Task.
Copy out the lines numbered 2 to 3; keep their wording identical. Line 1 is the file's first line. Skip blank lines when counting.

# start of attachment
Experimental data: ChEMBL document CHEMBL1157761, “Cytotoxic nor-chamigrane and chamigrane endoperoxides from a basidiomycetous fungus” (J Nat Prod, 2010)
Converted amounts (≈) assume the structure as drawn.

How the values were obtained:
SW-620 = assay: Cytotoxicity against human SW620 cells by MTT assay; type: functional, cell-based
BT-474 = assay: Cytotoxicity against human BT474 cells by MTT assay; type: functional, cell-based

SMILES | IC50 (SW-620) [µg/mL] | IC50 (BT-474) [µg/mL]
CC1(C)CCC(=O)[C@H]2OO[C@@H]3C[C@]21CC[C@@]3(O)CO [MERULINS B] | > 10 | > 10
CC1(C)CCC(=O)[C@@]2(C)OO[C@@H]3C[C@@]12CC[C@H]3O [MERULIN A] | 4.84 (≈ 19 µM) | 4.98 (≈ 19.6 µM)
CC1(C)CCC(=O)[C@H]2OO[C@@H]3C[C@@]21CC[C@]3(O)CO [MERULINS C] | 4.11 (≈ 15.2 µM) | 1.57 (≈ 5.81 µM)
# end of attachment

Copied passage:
Converted amounts (≈) assume the structure as drawn.

How the values were obtained: